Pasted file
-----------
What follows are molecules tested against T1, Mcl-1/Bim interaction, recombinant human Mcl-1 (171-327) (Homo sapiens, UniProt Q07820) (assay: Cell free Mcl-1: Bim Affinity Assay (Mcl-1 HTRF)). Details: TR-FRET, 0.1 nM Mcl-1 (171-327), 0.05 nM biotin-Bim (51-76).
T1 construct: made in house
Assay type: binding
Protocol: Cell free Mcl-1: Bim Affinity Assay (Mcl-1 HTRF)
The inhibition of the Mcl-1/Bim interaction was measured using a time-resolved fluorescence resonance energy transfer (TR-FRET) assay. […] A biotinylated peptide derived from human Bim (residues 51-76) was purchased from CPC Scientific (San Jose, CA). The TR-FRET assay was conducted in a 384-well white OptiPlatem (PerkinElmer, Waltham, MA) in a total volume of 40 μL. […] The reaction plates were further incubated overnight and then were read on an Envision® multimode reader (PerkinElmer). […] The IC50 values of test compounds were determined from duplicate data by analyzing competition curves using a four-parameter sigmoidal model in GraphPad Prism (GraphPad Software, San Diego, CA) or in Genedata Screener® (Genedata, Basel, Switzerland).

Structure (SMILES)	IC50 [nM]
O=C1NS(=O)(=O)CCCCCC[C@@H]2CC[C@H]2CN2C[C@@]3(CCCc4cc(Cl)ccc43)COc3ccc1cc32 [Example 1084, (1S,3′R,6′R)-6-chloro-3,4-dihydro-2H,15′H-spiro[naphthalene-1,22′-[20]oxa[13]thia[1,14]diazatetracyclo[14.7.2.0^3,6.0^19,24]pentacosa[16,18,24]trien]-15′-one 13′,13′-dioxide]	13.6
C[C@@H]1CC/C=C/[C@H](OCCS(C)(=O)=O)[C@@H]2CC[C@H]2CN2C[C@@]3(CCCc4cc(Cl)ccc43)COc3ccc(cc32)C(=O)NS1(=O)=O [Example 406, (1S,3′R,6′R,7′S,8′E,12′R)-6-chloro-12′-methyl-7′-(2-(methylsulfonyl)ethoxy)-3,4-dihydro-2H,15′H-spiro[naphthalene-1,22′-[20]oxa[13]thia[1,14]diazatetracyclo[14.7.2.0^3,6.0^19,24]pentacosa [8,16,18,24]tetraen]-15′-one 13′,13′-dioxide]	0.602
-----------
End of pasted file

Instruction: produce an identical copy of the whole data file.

What follows are molecules tested against T1, Mcl-1/Bim interaction, recombinant human Mcl-1 (171-327) (Homo sapiens, UniProt Q07820) (assay: Cell free Mcl-1: Bim Affinity Assay (Mcl-1 HTRF)). Details: TR-FRET, 0.1 nM Mcl-1 (171-327), 0.05 nM biotin-Bim (51-76).
T1 construct: made in house
Assay type: binding
Protocol: Cell free Mcl-1: Bim Affinity Assay (Mcl-1 HTRF)
The inhibition of the Mcl-1/Bim interaction was measured using a time-resolved fluorescence resonance energy transfer (TR-FRET) assay. […] A biotinylated peptide derived from human Bim (residues 51-76) was purchased from CPC Scientific (San Jose, CA). The TR-FRET assay was conducted in a 384-well white OptiPlatem (PerkinElmer, Waltham, MA) in a total volume of 40 μL. […] The reaction plates were further incubated overnight and then were read on an Envision® multimode reader (PerkinElmer). […] The IC50 values of test compounds were determined from duplicate data by analyzing competition curves using a four-parameter sigmoidal model in GraphPad Prism (GraphPad Software, San Diego, CA) or in Genedata Screener® (Genedata, Basel, Switzerland).

Structure (SMILES)	IC50 [nM]
O=C1NS(=O)(=O)CCCCCC[C@@H]2CC[C@H]2CN2C[C@@]3(CCCc4cc(Cl)ccc43)COc3ccc1cc32 [Example 1084, (1S,3′R,6′R)-6-chloro-3,4-dihydro-2H,15′H-spiro[naphthalene-1,22′-[20]oxa[13]thia[1,14]diazatetracyclo[14.7.2.0^3,6.0^19,24]pentacosa[16,18,24]trien]-15′-one 13′,13′-dioxide]	13.6
C[C@@H]1CC/C=C/[C@H](OCCS(C)(=O)=O)[C@@H]2CC[C@H]2CN2C[C@@]3(CCCc4cc(Cl)ccc43)COc3ccc(cc32)C(=O)NS1(=O)=O [Example 406, (1S,3′R,6′R,7′S,8′E,12′R)-6-chloro-12′-methyl-7′-(2-(methylsulfonyl)ethoxy)-3,4-dihydro-2H,15′H-spiro[naphthalene-1,22′-[20]oxa[13]thia[1,14]diazatetracyclo[14.7.2.0^3,6.0^19,24]pentacosa [8,16,18,24]tetraen]-15′-one 13′,13′-dioxide]	0.602